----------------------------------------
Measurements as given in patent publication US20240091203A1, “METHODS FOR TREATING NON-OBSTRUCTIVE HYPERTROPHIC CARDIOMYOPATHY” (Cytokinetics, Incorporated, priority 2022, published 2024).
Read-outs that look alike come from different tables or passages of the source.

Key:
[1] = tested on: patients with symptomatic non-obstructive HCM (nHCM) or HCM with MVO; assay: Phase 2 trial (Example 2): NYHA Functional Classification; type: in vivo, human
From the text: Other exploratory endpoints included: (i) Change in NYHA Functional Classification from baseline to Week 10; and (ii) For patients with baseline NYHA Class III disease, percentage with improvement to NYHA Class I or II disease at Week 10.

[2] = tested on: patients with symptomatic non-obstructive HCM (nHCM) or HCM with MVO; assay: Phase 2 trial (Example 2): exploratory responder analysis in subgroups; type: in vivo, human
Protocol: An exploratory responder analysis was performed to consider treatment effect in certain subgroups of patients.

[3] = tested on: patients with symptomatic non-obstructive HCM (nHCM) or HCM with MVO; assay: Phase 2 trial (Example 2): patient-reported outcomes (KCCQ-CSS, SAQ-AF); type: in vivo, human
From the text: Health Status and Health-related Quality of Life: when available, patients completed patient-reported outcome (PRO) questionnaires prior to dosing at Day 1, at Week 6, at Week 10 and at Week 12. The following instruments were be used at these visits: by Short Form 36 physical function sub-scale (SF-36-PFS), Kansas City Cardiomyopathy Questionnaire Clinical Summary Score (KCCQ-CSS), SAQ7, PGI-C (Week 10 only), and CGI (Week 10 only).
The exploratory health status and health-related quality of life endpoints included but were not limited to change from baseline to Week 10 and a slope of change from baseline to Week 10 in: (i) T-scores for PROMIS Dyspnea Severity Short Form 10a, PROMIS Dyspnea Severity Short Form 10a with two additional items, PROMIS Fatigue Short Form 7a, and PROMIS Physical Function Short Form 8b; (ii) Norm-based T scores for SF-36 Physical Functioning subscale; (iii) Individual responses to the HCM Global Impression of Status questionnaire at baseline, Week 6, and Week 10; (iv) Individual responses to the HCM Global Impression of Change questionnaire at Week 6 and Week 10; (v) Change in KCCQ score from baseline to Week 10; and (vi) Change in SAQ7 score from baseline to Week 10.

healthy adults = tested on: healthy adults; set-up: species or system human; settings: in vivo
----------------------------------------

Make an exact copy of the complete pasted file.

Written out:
Measurements as given in patent publication US20240091203A1, “METHODS FOR TREATING NON-OBSTRUCTIVE HYPERTROPHIC CARDIOMYOPATHY” (Cytokinetics, Incorporated, priority 2022, published 2024).
Read-outs that look alike come from different tables or passages of the source.

Key:
[1] = tested on: patients with symptomatic non-obstructive HCM (nHCM) or HCM with MVO; assay: Phase 2 trial (Example 2): NYHA Functional Classification; type: in vivo, human
From the text: Other exploratory endpoints included: (i) Change in NYHA Functional Classification from baseline to Week 10; and (ii) For patients with baseline NYHA Class III disease, percentage with improvement to NYHA Class I or II disease at Week 10.

[2] = tested on: patients with symptomatic non-obstructive HCM (nHCM) or HCM with MVO; assay: Phase 2 trial (Example 2): exploratory responder analysis in subgroups; type: in vivo, human
Protocol: An exploratory responder analysis was performed to consider treatment effect in certain subgroups of patients.

[3] = tested on: patients with symptomatic non-obstructive HCM (nHCM) or HCM with MVO; assay: Phase 2 trial (Example 2): patient-reported outcomes (KCCQ-CSS, SAQ-AF); type: in vivo, human
From the text: Health Status and Health-related Quality of Life: when available, patients completed patient-reported outcome (PRO) questionnaires prior to dosing at Day 1, at Week 6, at Week 10 and at Week 12. The following instruments were be used at these visits: by Short Form 36 physical function sub-scale (SF-36-PFS), Kansas City Cardiomyopathy Questionnaire Clinical Summary Score (KCCQ-CSS), SAQ7, PGI-C (Week 10 only), and CGI (Week 10 only).
The exploratory health status and health-related quality of life endpoints included but were not limited to change from baseline to Week 10 and a slope of change from baseline to Week 10 in: (i) T-scores for PROMIS Dyspnea Severity Short Form 10a, PROMIS Dyspnea Severity Short Form 10a with two additional items, PROMIS Fatigue Short Form 7a, and PROMIS Physical Function Short Form 8b; (ii) Norm-based T scores for SF-36 Physical Functioning subscale; (iii) Individual responses to the HCM Global Impression of Status questionnaire at baseline, Week 6, and Week 10; (iv) Individual responses to the HCM Global Impression of Change questionnaire at Week 6 and Week 10; (v) Change in KCCQ score from baseline to Week 10; and (vi) Change in SAQ7 score from baseline to Week 10.

healthy adults = tested on: healthy adults; set-up: species or system human; settings: in vivo